3 Tips to Avoid Losing Steam in Your Online Degree Program

By Derrik Legler
Program Mentor, Teachers College

Derrik Legler, Program Mentor

At WGU, each student is assigned a personal faculty member to work with them as a mentor throughout their time at WGU. Additionally, each course has its own course instructors, subject-matter experts who are available to help students get through course material. Advice from your mentors is invaluable as you make your way through your online degree program. But we also want you to benefit from the wisdom of mentors not necessarily assigned to you, so occasionally, The Night Owl features advice from WGU mentors in colleges throughout the university.

With the end of summer comes a certain bittersweet excitement as the weather starts to cool and the kids start back to school. In elementary school, back-to-school sales and the joy of a new pencil case were all I asked for around this time of year, but as we get older the whole back-to-school excitement might wane a bit.

So with that in mind, I wanted to talk about how we as adult learners can find that excitement again, whether August means the start of a new term, or you're somewhere in the middle of one. Back-to-school can be any day that you want it to be.

As I have worked with students here at WGU for the past three years, the most important factor in student success has always shown itself to be …

Wait for it …


For students who are moving through their courses well and have built a good groove for themselves in their study habits and time management, the trials of their everyday lives tend not to derail them nearly as much as the students who are lacking in this area. Positive momentum, and the increased motivation to succeed that comes with it, allow students to succeed through situations in their work, family, and personal lives that would seem insurmountable otherwise.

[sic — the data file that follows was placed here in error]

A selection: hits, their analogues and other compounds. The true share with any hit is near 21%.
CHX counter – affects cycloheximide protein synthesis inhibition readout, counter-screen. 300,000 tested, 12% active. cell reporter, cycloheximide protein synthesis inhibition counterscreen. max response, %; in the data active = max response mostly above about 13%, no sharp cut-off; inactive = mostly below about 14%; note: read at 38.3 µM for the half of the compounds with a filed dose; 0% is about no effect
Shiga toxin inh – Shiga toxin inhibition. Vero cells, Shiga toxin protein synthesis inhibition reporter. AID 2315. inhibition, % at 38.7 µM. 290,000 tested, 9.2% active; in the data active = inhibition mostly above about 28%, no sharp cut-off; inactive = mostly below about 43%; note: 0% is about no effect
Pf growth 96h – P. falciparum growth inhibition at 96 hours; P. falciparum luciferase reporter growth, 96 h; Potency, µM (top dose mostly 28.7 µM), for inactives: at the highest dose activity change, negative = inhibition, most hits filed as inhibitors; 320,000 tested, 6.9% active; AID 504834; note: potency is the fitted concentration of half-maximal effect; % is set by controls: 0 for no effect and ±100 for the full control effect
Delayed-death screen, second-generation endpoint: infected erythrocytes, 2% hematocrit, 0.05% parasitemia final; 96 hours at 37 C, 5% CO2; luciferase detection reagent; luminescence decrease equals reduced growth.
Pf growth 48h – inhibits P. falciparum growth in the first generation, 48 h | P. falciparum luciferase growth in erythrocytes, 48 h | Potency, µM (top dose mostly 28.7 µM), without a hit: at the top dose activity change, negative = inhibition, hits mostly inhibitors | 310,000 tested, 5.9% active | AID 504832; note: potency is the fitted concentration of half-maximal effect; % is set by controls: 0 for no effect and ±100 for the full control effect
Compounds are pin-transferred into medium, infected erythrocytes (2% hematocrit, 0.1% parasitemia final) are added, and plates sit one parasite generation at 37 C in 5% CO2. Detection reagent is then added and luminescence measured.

So how do we get there? What does it take to build momentum and how do we keep it going when our lives are so full of other things? In my time here, I've identified a few techniques that have proved effective in helping students to build momentum—and keep it.

1. Time Chunking:

How often do you encounter situations when your best-laid plans for "fitting school in today!" just completely fall apart? Does that sound familiar? All the best intentions for a solid three-hour study session go completely out the window when you get a call from the babysitter/school office/your boss and something has come up. Johnny is sick, or the client needs something pronto that is days away from being ready. These things come up and there really isn't anything we can do to prevent them, but there is a simple technique that allows for school to still fit in even the most hectic schedule.

The idea behind time chunking is that building momentum for school starts small. You may not have the three hours for school today that you were hoping for, but before you get into the craziness of your changed plans, take 15 minutes to organize what you want to get back to later. Use a small chunk of time to set yourself up for future success. Then when a lull in the craziness crops up later this evening, take another 15 minutes and move further in your studies. Take those hourly 15-minute breaks we're all supposed to take for our own sanity and chunk in a little bit of school. Finding 20 hours in a week to work on school does not have to be in two- or three-hour increments. Put enough 15-minute chunks together and you can be just as successful on your own terms.

You see, the trick to building momentum is in small successes. If you can have a few 15-minute sessions when you're able to work on school despite the craziness that was dropped in your lap, you can start to build more success in the future a little at a time. Start small and work your way there. You are in control of your own success.

2. Work TaskStream; Don't Let It Work You:

TaskStream is a large part of every program at WGU. Submitting tasks and waiting for graders to get back to you—while you constantly hit the refresh screen on the second day because "the last task you submitted came back in 12 hours! I mean, where are all the graders today???" —can be a stressful feeling. (Anyone been there before?)